Updated 12 July 2017

Omega-3 may reduce aggressive behaviour in ADHD kids

Omega-3 is well-known for the important role it plays in promoting heart, brain and eye health, and now new research indicates that omega-3 supplements may improve behaviour in ADHD children with aggressive tendencies.

Omega-3 is hailed as one of the super nutrients, boosting the functioning of many processes in the body but how much of an affect can these fatty acids have on improving a child’s behaviour?

Common in kids with ADHD

A new, first-of-its-kind study by the University of Pennsylvania aimed to investigate just that.

Specifically, the researchers aimed to determine whether omega-3, vitamin and mineral supplementation would be more effective in reducing aggressive behaviour when combined with cognitive behavioural therapy (CBT). 

Aggressive behaviour is particularly common among children with ADHD and behavioural disorders.

Read: ADHD and learning

The randomised, single-blind study published in the Journal of Child Psychology and Psychiatry involved 290 children aged 11–12 years, dividing them into four groups, one group receiving only nutritional supplementation, one receiving only CBT, one receiving both nutritional supplementation and CBT and one control group.

The results showed that after three months of treatment the nutrition-only group showed a reduction in aggressive behaviour when compared to the control group. Three months after treatment, the group receiving nutritional supplementation and CBT showed less antisocial behaviour than both the control and the CBT-only group.

Only a temporary effect

However, the dietary changes only showed a short-term effect. Nine months after treatment, there were no noticeable differences between the four groups – an indication that ongoing supplementation may be needed to maintain the behavioural improvements.

It is also worth noting that the researchers describe the reduction of aggressive behaviours in the groups receiving nutritional supplementation as being in the “small to moderate range”.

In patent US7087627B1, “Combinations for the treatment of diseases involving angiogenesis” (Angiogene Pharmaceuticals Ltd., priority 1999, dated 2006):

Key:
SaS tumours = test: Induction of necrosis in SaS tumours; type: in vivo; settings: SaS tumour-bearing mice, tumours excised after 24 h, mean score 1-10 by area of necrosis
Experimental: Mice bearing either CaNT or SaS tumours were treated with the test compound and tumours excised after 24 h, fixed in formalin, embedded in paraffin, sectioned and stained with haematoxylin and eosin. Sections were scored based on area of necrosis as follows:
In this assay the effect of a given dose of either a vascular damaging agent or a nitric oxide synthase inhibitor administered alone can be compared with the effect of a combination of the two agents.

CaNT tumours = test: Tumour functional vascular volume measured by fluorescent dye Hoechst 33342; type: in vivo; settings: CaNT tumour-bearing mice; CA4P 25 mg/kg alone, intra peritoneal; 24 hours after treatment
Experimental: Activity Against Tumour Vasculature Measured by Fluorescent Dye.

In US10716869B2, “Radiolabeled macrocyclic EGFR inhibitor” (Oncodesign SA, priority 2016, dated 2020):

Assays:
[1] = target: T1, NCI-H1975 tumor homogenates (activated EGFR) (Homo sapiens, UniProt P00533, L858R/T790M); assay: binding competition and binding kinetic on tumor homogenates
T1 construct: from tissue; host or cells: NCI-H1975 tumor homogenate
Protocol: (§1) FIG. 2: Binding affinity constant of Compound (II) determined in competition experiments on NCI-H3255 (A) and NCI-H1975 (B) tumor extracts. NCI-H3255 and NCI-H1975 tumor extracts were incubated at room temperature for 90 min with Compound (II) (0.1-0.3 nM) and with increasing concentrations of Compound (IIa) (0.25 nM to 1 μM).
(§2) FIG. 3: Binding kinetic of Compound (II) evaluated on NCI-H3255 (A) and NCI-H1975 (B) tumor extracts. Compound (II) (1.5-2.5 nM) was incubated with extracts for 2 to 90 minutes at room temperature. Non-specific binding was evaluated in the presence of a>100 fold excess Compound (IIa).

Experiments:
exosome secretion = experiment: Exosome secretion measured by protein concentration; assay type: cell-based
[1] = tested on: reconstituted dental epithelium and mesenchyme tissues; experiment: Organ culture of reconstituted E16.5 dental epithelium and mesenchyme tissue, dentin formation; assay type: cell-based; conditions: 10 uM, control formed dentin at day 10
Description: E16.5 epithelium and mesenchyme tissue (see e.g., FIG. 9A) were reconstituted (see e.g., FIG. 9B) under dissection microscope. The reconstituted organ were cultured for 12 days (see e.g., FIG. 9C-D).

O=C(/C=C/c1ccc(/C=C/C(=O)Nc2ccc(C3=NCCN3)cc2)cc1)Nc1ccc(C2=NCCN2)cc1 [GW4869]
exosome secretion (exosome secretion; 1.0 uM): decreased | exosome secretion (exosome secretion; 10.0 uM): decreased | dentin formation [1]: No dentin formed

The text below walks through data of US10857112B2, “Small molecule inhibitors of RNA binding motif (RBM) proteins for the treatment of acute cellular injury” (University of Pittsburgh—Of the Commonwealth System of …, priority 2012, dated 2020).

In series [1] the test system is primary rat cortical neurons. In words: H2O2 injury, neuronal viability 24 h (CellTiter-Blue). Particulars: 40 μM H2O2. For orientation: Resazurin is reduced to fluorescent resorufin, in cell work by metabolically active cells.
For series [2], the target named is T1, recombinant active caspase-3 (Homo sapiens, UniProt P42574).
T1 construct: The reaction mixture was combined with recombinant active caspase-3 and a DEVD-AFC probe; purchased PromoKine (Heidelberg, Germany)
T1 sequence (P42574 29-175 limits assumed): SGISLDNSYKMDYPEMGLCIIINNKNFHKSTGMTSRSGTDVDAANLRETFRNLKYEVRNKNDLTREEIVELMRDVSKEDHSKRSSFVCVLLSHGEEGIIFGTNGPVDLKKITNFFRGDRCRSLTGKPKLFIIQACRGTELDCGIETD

There were also discrepancies in the behavioural reports provided by parents and the children involved, a University of Pennsylvania press release explains.

Commenting on the results of the study, lead researcher Professor Adrian Raine stated, “We can’t oversimplify the complexity of antisocial behaviour. There are many causes. It’s not just the brain. Is it a piece of the jigsaw puzzle? I think it is.”

Professor Raine has dedicated his career to researching antisocial behaviour. A previous study conducted by Professor Raine found that children who were given a daily omega-3 supplement for 6 months showed a reduction in anxiety, depression and aggressive behaviours such as fighting.

The study is the first to explore the effect of a combination of CBT and nutritional therapy on child behaviour.

Further research on the topic is needed.

Read more:

Can omega-3 reduce antisocial behaviour in children?

Omega-3 supplements could make antidepressants more effective

Can fish oil help boys with ADHD concentrate better?


Ask the Expert

ADHD Expert

Dr Renata Schoeman has been in full-time private practice as a general psychiatrist (child, adolescent and adult psychiatry) since 2008, currently based in Oude Westhof (Bellville). Renata also holds appointments as senior lecturer in Leadership (USB) and as a virtual faculty member of USB Executive Development’s Neuroleadership programme. She serves on the advisory boards of various pharmaceutical companies, as a director of the Psychiatric Management Group (PsychMG) and is the co-convenor of the South African Society of Psychiatrist (SASOP) special interest group for adult ADHD, and co-founder of the Goldilocks and The Bear Foundation ( She is passionate about corporate mental health awareness and uses her neuroscience background to assist leaders in equipping them to become balanced, healthy and dynamic leaders that take their own and their team’s emotional, intellectual, social health and physical needs into account. Renata is academically active and enjoys research and collaborative work, has published in many peer-reviewed journals, and has presented at local and international congresses. She is regularly invited to present at conferences and to engage with the media. During her post-graduate studies, she trained at Harvard, Boston in neurocognition and neuroimaging. Her awards include, amongst others, the Young Minds in Psychiatry award from the American Psychiatric Association, the Discovery Foundation Fellowship award, a Thuthuka award from the NRF, and a MRC Fellowship. She also received the Top MBA student award and the Director’s award from USB for 2015. She was a finalist for the Businesswomen’s Association of South Africa’s Businesswoman of the Year Award for 2016, and received the Excellence in Media Work award from SASOP during 2016.

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